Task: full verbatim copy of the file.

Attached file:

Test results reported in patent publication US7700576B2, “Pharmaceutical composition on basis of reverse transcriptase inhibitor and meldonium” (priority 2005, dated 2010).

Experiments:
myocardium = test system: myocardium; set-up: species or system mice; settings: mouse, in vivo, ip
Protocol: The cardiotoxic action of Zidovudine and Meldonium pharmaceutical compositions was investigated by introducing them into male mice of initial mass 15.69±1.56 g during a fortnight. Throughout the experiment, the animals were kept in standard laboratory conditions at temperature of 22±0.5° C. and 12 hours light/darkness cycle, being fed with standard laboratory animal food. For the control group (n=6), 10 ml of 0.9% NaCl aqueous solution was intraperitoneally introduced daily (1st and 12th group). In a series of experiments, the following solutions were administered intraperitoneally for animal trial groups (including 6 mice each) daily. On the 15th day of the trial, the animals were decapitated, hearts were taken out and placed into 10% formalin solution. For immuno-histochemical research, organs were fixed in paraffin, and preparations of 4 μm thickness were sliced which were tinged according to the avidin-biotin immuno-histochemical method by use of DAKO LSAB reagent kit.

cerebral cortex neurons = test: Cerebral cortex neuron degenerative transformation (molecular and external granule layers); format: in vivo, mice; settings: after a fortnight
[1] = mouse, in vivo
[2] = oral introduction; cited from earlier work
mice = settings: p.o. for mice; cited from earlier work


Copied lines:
Test results reported in patent publication US7700576B2, “Pharmaceutical composition on basis of reverse transcriptase inhibitor and meldonium” (priority 2005, dated 2010).

Experiments:
myocardium = test system: myocardium; set-up: species or system mice; settings: mouse, in vivo, ip
Protocol: The cardiotoxic action of Zidovudine and Meldonium pharmaceutical compositions was investigated by introducing them into male mice of initial mass 15.69±1.56 g during a fortnight. Throughout the experiment, the animals were kept in standard laboratory conditions at temperature of 22±0.5° C. and 12 hours light/darkness cycle, being fed with standard laboratory animal food. For the control group (n=6), 10 ml of 0.9% NaCl aqueous solution was intraperitoneally introduced daily (1st and 12th group). In a series of experiments, the following solutions were administered intraperitoneally for animal trial groups (including 6 mice each) daily. On the 15th day of the trial, the animals were decapitated, hearts were taken out and placed into 10% formalin solution. For immuno-histochemical research, organs were fixed in paraffin, and preparations of 4 μm thickness were sliced which were tinged according to the avidin-biotin immuno-histochemical method by use of DAKO LSAB reagent kit.

cerebral cortex neurons = test: Cerebral cortex neuron degenerative transformation (molecular and external granule layers); format: in vivo, mice; settings: after a fortnight
[1] = mouse, in vivo
[2] = oral introduction; cited from earlier work
mice = settings: p.o. for mice; cited from earlier work